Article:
Picture: "Chocolat;" "Crouching Tiger, Hidden Dragon;" "Erin Brockovich;" "Gladiator;" "Traffic."
Actor: Javier Bardem, "Before Night Falls;" Russell Crowe, "Gladiator;" Tom Hanks, "Cast Away;" Ed Harris, "Pollock;" Geoffrey Rush, "Quills."
Actress: Joan Allen, "The Contender;" Juliette Binoche, "Chocolat;" Ellen Burstyn, "Requiem for a Dream;" Laura Linney, "You Can Count On Me;" Julia Roberts, "Erin Brockovich."
Supporting Actor: Jeff Bridges, "The Contender;" Willem Dafoe, "Shadow of the Vampire;" Benicio Del Toro, "Traffic;" Albert Finney, "Erin Brockovich;" Joaquin Phoenix, "Gladiator."
Supporting Actress: Judi Dench, "Chocolat;" Marcia Gay Harden, "Pollock;" Kate Hudson, "Almost Famous;" Frances McDormand, "Almost Famous;" Julie Walters, "Billy Elliot."
Director: Stephen Daldry, "Billy Elliot;" Ang Lee, "Crouching Tiger, Hidden Dragon;" Steven Soderbergh, "Erin Brockovich;" Ridley Scott, "Gladiator;" Steven Soderbergh, "Traffic."
Foreign Film: "Amores Perros," Mexico; "Crouching Tiger, Hidden Dragon," Taiwan; "Divided We Fall," Czech Republic; "Everybody Famous," Belgium; "The Taste of Others," France.
Selected Grammy Awards for 2000
Record of the Year (single): "Beautiful Day," U2
Album of the Year: Two Against Nature, Steely Dan
Song of the Year: "Beautiful Day," U2, songwriters (U2)
New artist: Shelby Lynne
Pop vocal perf., female: "I Try," Macy Gray
Pop vocal perf., male: "She Walks This Earth (Soberana Rosa)," Sting
Pop vocal perf., duo/group: "Cousin Dupree," Steely Dan
Pop vocal album, traditional: Both Sides Now, Joni Mitchell
Pop album: Two Against Nature, Steely Dan
Dance recording: "Who Let the Dogs Out," Baha Men
Rock vocal perf., female: "There Goes the Neighborhood," Sheryl Crow
Rock vocal perf., male: "Again," Lenny Kravitz
Rock vocal perf., duo/group: "Beautiful Day," U2
Hard rock perf.: "Guerrilla Radio," Rage Against the Machine
Metal perf.: "Elite," Deftones
Rock song: "With Arms Wide Open," Scott Stapp and Mark Tremonti,
Rock album: There Is Nothing Left to Lose, Foo Fighters
R&B song: "Say My Name," LaShawn Daniels, Fred Jerkins III, Rodney Jerkins, Beyoncé Knowles, LeToya Luckett, LaTavia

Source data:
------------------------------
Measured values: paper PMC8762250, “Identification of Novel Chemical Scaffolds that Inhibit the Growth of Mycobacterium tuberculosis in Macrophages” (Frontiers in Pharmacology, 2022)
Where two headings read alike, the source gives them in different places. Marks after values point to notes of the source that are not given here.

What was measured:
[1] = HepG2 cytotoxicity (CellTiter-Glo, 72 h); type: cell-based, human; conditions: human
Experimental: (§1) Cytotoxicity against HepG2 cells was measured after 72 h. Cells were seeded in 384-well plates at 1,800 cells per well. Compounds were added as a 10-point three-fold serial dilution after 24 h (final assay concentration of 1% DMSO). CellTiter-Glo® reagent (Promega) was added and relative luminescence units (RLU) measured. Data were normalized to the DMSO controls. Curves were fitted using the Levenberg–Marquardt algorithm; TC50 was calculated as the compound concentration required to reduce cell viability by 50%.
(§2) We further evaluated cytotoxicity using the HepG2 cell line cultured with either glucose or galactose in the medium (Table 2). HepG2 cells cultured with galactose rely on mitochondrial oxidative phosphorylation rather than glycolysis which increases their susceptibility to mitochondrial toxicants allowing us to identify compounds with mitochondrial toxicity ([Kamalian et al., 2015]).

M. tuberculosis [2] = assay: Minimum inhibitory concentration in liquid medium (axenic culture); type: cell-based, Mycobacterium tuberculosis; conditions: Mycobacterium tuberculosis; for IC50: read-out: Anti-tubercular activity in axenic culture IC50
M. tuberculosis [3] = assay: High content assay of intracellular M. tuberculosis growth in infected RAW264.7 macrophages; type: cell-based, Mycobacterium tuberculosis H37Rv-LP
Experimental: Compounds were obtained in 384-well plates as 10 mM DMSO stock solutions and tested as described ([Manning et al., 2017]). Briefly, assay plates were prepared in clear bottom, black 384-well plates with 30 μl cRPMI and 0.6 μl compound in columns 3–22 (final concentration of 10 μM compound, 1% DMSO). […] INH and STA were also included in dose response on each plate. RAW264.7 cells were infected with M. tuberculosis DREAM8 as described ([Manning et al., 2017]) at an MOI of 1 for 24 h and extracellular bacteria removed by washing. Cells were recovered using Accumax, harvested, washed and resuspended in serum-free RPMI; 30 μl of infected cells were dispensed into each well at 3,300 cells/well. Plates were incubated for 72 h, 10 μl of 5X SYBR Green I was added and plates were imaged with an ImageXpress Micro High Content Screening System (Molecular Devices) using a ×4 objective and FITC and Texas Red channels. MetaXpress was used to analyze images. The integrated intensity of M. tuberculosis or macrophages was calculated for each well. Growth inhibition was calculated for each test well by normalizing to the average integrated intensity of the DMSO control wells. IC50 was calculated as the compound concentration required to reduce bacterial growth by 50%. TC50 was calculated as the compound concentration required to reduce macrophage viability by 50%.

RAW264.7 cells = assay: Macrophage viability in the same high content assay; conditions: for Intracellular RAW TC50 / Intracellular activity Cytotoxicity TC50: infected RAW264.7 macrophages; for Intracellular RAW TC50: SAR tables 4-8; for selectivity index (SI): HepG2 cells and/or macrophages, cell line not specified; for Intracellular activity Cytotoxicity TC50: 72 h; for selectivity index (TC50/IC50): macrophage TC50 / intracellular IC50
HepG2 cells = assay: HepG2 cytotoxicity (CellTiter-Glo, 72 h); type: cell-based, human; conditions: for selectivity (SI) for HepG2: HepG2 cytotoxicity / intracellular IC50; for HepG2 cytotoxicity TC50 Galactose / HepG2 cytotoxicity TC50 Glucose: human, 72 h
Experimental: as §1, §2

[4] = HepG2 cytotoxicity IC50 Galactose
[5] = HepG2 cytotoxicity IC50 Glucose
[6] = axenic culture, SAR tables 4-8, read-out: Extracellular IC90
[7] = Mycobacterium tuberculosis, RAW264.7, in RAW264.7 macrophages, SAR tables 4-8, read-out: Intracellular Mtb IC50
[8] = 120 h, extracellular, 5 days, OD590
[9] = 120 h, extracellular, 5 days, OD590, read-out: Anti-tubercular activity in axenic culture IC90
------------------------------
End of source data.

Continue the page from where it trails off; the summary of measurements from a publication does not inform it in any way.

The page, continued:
Roberson, and Kelendria Rowland, songwriters (Destiny's Child)
R&B album: Voodoo, D'Angelo
Rap solo perf.: "The Real Slim Shady," Eminem
Rap album: The Marshall Mathers LP, Eminem
Country song: "I Hope You Dance," Mark D. Sanders and Tia Sillers, songwriters (Lee Ann Womack)
Country album: Breathe, Faith Hill
Bluegrass album: The Grass Is Blue, Dolly Parton
Jazz album, vocal: In The Moment-Live In Concert, Dianne Reeves
Blues album, traditional: Riding With The King, B.B. King & Eric Clapton
Folk album, traditional: Public Domain - Songs From the Wild Land, Dave Alvin
Reggae album: Art and Life, Beenie Man
Latin pop album: Shakira - MTV Unplugged, Shakira
Opera recording: Busoni: Doktor Faust; Kent Nagano, Kim Begley, Dietrich Fischer-Dieskau, Dietrich Henschel, Markus Hollop, Eva Jenis
Classical vocal perf.: The Vivaldi Album (Dell'aura al sussurrar, Alma oppressa, Etc.); Cecilia Bartoli (mezzo soprano)
Classical album: Shostakovich: The String Quartets; Emerson String Quartet; Da-Hong Seetoo & Max Wilcox, producers
Offbeat News Stories
The world's most infamous
shoe collector must have finally run out of closet space. Former Philippines
first lady Imelda Marcos, who reportedly left behind about 1,200 pairs of shoes
when she and her late husband ex-president Ferdinand Marcos fled the country in
disgrace in 1986, has opened a museum dedicated to - you guessed it -
footwear. Located in Manila, the Marikina City Footwear Museum has
hundreds of pairs of shoes donated by Imelda, as well as others shed by local
politicians and film stars. The former first lady, accused of extravagance for
her vast collection, has said that the real reason she bought so many shoes was
to help support the Marikina shoe industry.
Boxer Darrin Morris, 32, passed away in October 2000, from HIV-related meningitis, but it didn't adversely affect his career. The World Boxing Organization (WBO) had ranked him 7th in their super middleweight division at the time of his death. Darrin moved up to 6th in December, and up again to 5th in January 2001. The comment next to his name read "no recent activity." His posthumous prosperity was finally halted in February, when the WBO ratings committee finally became aware of Darrin's demise. Much to
the relief of James Butler, a living boxer who had trailed Morris for months, the WBO finally dropped him with the notation, "Darrin Morris (27-2-1)-USA-Dropped from the ranking due to inactivity."
Police in Danville, Kentucky, are still looking for a woman who paid for her $2.12 order at a Dairy Queen drive-thru with a $200 bill. The novelty "Moral Reserve Note" bears the likeness of President George W. Bush and credits Ronald Reagan as political mentor and Bush's father as campaign manager and mentor. On the back, the White House is shown with a gushing oil derrick, and signs reading "We like broccoli" and "Rooms not for rent" on the lawn. The idea that the bill in question might not be legal tender apparently did not occur to the cashier until sometime after the $197.88 in change had been disbursed and the motorist had driven away.